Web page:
Skip to main content

8 Questions for Mandy Manning

PROUD MOMENT Mandy Manning accepts the 2018 National Teacher of the Year award at a White House ceremony on May 2. SAUL LOEB—AFP/GETTY IMAGES

Mandy Manning teaches immigrant and refugee children in Spokane, Washington. She is the 2018 National Teacher of the Year. TFK’s Lina Mai spoke with her about Manning’s goals as an educator and the potential she sees in every student.

1. How does it feel to be named the National Teacher of the Year?

It’s really a privilege because there are so many amazing educators out there. You can see great things happening in so many classrooms. It’s an honor to be able to advocate advocate SAWITREE PAMEE/EYEEM—GETTY IMAGES to support; to speak up for (verb) I will advocate for recycling. for our educators and schools.

2. What have you learned from your students?

My students come from all over the world, including Mexico, Malaysia, Syria, and Afghanistan. I have the honor of learning different ways of thinking, being, and doing from them. That gives me a global perspective.

3. What is your greatest challenge as a teacher?

Many people think it’s the language barrier, but that’s not insurmountable insurmountable VLADANS/GETTY IMAGES impossible to overcome (adjective) I have fallen so far behind that my homework feels insurmountable. . The challenges of working with immigrants and refugees are much like the challenges of working with kids born in the United States. It’s about getting to know students as individual people. And it’s about having different people in the same room and teaching every single one of them.

4. What has been your greatest success as a teacher?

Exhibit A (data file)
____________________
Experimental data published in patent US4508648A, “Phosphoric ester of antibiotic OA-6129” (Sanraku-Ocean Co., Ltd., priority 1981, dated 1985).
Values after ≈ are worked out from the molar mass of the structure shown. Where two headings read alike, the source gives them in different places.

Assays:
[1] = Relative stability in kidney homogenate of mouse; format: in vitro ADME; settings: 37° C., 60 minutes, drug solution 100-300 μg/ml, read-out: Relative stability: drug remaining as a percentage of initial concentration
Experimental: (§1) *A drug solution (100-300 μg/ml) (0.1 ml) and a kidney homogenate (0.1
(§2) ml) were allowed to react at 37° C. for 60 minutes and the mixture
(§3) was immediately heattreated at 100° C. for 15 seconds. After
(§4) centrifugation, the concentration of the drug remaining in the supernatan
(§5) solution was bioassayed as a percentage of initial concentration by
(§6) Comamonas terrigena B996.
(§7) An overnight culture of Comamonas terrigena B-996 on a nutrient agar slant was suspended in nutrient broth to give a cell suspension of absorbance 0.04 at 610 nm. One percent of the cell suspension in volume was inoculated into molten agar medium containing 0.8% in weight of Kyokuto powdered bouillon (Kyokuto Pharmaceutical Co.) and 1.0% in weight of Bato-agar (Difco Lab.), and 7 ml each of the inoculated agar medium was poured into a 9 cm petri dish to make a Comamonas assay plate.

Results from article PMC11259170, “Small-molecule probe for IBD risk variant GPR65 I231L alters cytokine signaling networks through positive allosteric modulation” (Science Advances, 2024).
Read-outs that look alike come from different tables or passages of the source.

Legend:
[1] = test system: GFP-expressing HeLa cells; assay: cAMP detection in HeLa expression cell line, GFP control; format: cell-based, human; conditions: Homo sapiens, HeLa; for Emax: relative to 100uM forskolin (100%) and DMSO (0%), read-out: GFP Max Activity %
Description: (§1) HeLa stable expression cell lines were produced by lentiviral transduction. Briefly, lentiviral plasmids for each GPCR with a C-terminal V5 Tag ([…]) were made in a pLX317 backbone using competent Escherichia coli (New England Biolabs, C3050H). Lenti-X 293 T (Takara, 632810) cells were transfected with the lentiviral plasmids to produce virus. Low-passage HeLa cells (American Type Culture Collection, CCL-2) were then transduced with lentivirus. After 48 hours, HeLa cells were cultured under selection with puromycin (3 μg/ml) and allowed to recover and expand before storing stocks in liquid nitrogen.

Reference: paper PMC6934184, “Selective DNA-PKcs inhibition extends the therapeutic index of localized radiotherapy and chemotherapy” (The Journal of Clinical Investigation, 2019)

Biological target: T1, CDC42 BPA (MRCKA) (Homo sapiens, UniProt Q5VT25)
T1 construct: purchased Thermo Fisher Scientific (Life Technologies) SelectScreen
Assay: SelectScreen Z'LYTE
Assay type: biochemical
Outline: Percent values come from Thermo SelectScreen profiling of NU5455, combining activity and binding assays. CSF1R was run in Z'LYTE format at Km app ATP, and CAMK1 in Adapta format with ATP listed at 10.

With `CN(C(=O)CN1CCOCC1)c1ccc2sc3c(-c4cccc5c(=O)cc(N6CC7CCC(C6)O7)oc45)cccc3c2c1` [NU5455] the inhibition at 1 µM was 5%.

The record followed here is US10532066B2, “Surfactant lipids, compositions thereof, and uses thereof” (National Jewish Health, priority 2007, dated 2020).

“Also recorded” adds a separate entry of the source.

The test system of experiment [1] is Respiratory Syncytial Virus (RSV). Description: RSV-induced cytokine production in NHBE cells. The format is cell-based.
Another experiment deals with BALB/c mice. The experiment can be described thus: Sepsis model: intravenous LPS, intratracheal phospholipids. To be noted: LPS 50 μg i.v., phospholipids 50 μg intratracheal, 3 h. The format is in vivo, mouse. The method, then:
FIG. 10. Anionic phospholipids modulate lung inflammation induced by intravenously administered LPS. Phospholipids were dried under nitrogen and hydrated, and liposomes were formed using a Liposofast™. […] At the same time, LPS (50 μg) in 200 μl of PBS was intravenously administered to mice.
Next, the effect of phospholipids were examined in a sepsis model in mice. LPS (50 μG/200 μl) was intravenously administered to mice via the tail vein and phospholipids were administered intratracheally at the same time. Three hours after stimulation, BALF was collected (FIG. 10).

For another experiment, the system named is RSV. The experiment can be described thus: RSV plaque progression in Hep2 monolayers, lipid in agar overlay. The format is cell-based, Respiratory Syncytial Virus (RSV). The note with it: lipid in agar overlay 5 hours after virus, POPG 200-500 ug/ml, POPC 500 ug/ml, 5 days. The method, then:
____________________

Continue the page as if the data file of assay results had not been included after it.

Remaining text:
The privilege of being an educator is that we get to impact students every single day. We get to be at the starting line, and we get to see the race. I’ve seen so many of my kids move on and go on to such great things.

5. How did teaching in Armenia and Japan prepare you for teaching immigrants and refugees in the U.S.?

It made me open to new experiences and different types of people. Also, I experienced what it was like to go to a place that was different and adjust to the expectations of a new culture. But regardless of what you teach, you need to be open to everyone who walks into your classroom.

6. What do you hope kids will take away from your class?

My students come in brand-new to this country. They are trying to maintain who they are and adapt to a new environment. I get to give them the confidence and skills to move forward. I’m their first teacher in the U.S., and that’s really cool.

7. What advice do you have for new teachers?

I really encourage them to take the time to focus on their classroom and get to know their kids. Hope lies within our kids. There’s hope in a room filled with young people. And we get to watch them grow.

8. What advice do you have for kids?

I would like to tell them to believe in themselves and believe in their friends and other young people. Also in the power they have to change whatever they want. I’d also like to tell kids that the world is a very beautiful place with a lot of opportunities. And the more good we put out in the world, the more good we will see and receive.